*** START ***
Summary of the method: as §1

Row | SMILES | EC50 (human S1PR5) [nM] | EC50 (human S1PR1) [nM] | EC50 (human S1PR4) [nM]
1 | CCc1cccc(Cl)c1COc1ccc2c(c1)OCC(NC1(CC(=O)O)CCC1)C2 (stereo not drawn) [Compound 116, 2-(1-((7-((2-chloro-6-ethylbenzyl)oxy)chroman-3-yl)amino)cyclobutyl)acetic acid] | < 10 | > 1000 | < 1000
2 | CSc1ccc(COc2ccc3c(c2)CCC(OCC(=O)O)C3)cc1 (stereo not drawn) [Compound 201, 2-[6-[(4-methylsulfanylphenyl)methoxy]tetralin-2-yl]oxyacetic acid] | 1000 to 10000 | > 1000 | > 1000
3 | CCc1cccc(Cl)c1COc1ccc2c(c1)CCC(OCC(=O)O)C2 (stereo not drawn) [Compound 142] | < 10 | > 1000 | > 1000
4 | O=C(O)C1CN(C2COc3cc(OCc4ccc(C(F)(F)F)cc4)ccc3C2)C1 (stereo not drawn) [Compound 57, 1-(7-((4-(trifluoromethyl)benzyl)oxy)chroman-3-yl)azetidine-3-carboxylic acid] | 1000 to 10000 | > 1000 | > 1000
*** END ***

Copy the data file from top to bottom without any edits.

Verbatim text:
Summary of the method: as §1

Row | SMILES | EC50 (human S1PR5) [nM] | EC50 (human S1PR1) [nM] | EC50 (human S1PR4) [nM]
1 | CCc1cccc(Cl)c1COc1ccc2c(c1)OCC(NC1(CC(=O)O)CCC1)C2 (stereo not drawn) [Compound 116, 2-(1-((7-((2-chloro-6-ethylbenzyl)oxy)chroman-3-yl)amino)cyclobutyl)acetic acid] | < 10 | > 1000 | < 1000
2 | CSc1ccc(COc2ccc3c(c2)CCC(OCC(=O)O)C3)cc1 (stereo not drawn) [Compound 201, 2-[6-[(4-methylsulfanylphenyl)methoxy]tetralin-2-yl]oxyacetic acid] | 1000 to 10000 | > 1000 | > 1000
3 | CCc1cccc(Cl)c1COc1ccc2c(c1)CCC(OCC(=O)O)C2 (stereo not drawn) [Compound 142] | < 10 | > 1000 | > 1000
4 | O=C(O)C1CN(C2COc3cc(OCc4ccc(C(F)(F)F)cc4)ccc3C2)C1 (stereo not drawn) [Compound 57, 1-(7-((4-(trifluoromethyl)benzyl)oxy)chroman-3-yl)azetidine-3-carboxylic acid] | 1000 to 10000 | > 1000 | > 1000